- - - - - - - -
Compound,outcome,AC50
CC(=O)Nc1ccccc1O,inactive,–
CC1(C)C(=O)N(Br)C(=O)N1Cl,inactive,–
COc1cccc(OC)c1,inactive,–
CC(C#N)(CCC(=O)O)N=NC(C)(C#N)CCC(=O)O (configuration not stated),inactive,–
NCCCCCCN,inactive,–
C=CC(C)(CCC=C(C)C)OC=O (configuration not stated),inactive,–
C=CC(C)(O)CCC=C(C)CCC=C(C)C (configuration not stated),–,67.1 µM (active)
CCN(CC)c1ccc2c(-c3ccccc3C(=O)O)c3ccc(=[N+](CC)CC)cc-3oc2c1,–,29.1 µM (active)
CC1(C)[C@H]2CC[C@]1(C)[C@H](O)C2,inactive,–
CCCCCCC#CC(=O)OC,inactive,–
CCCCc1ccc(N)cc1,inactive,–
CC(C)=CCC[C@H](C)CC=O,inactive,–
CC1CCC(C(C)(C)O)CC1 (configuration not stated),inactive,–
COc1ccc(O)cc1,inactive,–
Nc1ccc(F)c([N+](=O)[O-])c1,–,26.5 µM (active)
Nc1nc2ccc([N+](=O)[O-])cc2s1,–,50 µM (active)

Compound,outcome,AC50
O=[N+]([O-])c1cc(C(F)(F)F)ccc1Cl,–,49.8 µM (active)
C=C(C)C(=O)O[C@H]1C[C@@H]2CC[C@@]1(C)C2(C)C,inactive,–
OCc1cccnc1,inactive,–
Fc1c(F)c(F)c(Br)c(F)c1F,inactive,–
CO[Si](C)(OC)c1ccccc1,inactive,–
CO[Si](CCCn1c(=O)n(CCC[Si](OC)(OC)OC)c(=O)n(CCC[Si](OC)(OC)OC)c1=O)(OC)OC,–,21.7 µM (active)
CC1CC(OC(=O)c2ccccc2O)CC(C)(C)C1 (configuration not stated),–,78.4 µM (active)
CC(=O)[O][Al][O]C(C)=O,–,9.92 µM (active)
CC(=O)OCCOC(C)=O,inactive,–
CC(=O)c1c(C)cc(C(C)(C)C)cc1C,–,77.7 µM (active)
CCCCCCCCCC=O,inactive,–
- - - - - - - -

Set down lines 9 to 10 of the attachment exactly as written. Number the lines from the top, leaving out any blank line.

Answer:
CCN(CC)c1ccc2c(-c3ccccc3C(=O)O)c3ccc(=[N+](CC)CC)cc-3oc2c1,–,29.1 µM (active)
CC1(C)[C@H]2CC[C@]1(C)[C@H](O)C2,inactive,–